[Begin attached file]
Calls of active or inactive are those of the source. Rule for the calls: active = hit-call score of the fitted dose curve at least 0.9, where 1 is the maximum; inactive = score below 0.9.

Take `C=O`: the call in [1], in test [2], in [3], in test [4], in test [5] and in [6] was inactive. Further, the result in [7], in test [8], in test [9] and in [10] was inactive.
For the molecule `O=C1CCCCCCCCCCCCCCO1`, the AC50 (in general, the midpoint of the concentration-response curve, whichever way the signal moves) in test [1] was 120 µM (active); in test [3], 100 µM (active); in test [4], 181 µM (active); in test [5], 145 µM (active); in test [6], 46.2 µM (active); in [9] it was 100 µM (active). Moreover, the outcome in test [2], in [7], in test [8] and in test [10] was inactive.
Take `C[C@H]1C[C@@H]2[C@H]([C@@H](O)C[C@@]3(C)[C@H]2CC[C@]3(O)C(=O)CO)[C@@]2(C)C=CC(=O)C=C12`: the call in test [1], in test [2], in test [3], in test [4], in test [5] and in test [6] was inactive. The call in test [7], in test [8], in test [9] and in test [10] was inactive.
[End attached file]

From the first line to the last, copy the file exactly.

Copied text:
Calls of active or inactive are those of the source. Rule for the calls: active = hit-call score of the fitted dose curve at least 0.9, where 1 is the maximum; inactive = score below 0.9.

Take `C=O`: the call in [1], in test [2], in [3], in test [4], in test [5] and in [6] was inactive. Further, the result in [7], in test [8], in test [9] and in [10] was inactive.
For the molecule `O=C1CCCCCCCCCCCCCCO1`, the AC50 (in general, the midpoint of the concentration-response curve, whichever way the signal moves) in test [1] was 120 µM (active); in test [3], 100 µM (active); in test [4], 181 µM (active); in test [5], 145 µM (active); in test [6], 46.2 µM (active); in [9] it was 100 µM (active). Moreover, the outcome in test [2], in [7], in test [8] and in test [10] was inactive.
Take `C[C@H]1C[C@@H]2[C@H]([C@@H](O)C[C@@]3(C)[C@H]2CC[C@]3(O)C(=O)CO)[C@@]2(C)C=CC(=O)C=C12`: the call in test [1], in test [2], in test [3], in test [4], in test [5] and in test [6] was inactive. The call in test [7], in test [8], in test [9] and in test [10] was inactive.